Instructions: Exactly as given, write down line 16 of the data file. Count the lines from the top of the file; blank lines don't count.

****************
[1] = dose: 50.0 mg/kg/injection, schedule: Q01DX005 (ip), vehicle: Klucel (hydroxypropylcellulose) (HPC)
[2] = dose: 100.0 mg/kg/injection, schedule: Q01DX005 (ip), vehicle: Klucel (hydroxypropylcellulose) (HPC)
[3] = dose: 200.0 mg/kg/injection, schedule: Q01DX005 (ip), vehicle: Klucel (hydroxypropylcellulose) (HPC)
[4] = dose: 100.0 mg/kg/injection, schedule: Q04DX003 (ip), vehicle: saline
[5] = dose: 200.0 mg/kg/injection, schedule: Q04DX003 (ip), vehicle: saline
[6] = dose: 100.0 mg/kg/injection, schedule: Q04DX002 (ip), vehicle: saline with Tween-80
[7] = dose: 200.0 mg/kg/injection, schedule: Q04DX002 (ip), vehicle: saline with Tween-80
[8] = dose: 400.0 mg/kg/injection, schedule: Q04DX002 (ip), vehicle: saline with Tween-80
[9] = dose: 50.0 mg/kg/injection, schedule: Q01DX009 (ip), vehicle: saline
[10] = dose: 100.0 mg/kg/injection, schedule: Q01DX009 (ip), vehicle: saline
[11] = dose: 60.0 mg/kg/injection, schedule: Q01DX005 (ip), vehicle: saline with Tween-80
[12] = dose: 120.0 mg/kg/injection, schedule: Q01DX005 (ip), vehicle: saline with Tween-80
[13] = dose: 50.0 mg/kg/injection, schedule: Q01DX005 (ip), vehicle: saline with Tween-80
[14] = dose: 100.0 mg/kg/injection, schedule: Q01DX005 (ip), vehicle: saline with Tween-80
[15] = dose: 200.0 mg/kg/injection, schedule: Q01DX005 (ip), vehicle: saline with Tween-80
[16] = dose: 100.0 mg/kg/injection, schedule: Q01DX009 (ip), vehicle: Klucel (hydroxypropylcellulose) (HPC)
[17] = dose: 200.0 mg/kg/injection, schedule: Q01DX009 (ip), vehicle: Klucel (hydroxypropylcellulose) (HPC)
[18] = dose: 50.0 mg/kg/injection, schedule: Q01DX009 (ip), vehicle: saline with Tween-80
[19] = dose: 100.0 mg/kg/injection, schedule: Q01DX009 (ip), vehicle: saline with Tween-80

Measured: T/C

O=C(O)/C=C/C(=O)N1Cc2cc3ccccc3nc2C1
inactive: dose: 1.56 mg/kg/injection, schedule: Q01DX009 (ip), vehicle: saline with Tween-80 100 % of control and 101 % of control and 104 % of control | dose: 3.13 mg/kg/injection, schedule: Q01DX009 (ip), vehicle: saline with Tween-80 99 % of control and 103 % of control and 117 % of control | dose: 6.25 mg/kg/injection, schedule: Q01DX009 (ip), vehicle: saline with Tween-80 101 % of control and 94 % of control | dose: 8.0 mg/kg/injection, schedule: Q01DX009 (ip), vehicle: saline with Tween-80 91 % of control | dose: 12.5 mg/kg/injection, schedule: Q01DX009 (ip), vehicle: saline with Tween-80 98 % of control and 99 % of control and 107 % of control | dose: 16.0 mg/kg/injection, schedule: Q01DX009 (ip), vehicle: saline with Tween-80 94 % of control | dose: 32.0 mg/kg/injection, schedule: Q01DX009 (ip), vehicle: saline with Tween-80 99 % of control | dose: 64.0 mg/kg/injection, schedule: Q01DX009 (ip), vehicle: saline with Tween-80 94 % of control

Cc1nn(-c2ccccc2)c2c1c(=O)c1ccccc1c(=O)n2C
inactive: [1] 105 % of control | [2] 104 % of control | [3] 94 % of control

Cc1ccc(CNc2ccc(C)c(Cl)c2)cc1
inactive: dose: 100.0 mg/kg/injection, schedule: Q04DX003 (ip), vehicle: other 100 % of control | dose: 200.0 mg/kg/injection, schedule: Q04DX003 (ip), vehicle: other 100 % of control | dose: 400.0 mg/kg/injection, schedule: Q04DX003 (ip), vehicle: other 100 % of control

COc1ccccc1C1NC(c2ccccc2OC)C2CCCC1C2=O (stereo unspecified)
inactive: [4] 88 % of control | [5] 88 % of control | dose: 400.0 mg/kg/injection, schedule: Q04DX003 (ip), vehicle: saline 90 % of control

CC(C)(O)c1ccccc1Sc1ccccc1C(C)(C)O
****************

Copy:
[16] = dose: 100.0 mg/kg/injection, schedule: Q01DX009 (ip), vehicle: Klucel (hydroxypropylcellulose) (HPC)